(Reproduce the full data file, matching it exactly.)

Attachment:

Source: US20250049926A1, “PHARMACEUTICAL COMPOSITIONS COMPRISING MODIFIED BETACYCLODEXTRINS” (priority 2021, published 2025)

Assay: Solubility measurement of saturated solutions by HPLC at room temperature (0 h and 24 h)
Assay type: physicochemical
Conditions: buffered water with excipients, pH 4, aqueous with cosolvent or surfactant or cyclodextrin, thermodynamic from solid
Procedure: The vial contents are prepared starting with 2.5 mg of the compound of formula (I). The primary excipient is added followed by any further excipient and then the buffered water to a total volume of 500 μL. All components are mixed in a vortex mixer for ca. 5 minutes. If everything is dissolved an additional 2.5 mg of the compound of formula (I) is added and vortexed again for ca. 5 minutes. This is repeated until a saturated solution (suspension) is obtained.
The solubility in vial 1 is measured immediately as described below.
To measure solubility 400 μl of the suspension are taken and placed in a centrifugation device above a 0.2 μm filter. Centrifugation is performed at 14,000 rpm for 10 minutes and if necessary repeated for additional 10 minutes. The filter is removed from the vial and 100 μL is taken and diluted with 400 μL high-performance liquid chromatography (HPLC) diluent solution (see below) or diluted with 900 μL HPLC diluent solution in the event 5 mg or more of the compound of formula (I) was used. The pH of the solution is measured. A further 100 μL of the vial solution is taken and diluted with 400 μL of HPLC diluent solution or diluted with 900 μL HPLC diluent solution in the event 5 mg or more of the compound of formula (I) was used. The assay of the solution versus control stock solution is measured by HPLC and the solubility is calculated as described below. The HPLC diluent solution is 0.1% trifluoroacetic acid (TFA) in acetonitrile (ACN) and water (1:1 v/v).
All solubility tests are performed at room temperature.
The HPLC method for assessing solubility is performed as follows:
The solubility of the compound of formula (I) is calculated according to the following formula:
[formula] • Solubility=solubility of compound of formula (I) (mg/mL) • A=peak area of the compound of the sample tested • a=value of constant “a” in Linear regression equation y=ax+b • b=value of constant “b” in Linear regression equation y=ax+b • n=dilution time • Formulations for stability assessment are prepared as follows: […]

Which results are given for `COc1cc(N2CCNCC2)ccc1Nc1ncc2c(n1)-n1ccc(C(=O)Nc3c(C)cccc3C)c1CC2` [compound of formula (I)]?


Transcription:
Source: US20250049926A1, “PHARMACEUTICAL COMPOSITIONS COMPRISING MODIFIED BETACYCLODEXTRINS” (priority 2021, published 2025)

Assay: Solubility measurement of saturated solutions by HPLC at room temperature (0 h and 24 h)
Assay type: physicochemical
Conditions: buffered water with excipients, pH 4, aqueous with cosolvent or surfactant or cyclodextrin, thermodynamic from solid
Procedure: The vial contents are prepared starting with 2.5 mg of the compound of formula (I). The primary excipient is added followed by any further excipient and then the buffered water to a total volume of 500 μL. All components are mixed in a vortex mixer for ca. 5 minutes. If everything is dissolved an additional 2.5 mg of the compound of formula (I) is added and vortexed again for ca. 5 minutes. This is repeated until a saturated solution (suspension) is obtained.
The solubility in vial 1 is measured immediately as described below.
To measure solubility 400 μl of the suspension are taken and placed in a centrifugation device above a 0.2 μm filter. Centrifugation is performed at 14,000 rpm for 10 minutes and if necessary repeated for additional 10 minutes. The filter is removed from the vial and 100 μL is taken and diluted with 400 μL high-performance liquid chromatography (HPLC) diluent solution (see below) or diluted with 900 μL HPLC diluent solution in the event 5 mg or more of the compound of formula (I) was used. The pH of the solution is measured. A further 100 μL of the vial solution is taken and diluted with 400 μL of HPLC diluent solution or diluted with 900 μL HPLC diluent solution in the event 5 mg or more of the compound of formula (I) was used. The assay of the solution versus control stock solution is measured by HPLC and the solubility is calculated as described below. The HPLC diluent solution is 0.1% trifluoroacetic acid (TFA) in acetonitrile (ACN) and water (1:1 v/v).
All solubility tests are performed at room temperature.
The HPLC method for assessing solubility is performed as follows:
The solubility of the compound of formula (I) is calculated according to the following formula:
[formula] • Solubility=solubility of compound of formula (I) (mg/mL) • A=peak area of the compound of the sample tested • a=value of constant “a” in Linear regression equation y=ax+b • b=value of constant “b” in Linear regression equation y=ax+b • n=dilution time • Formulations for stability assessment are prepared as follows: […]

Which results are given for `COc1cc(N2CCNCC2)ccc1Nc1ncc2c(n1)-n1ccc(C(=O)Nc3c(C)cccc3C)c1CC2` [compound of formula (I)]?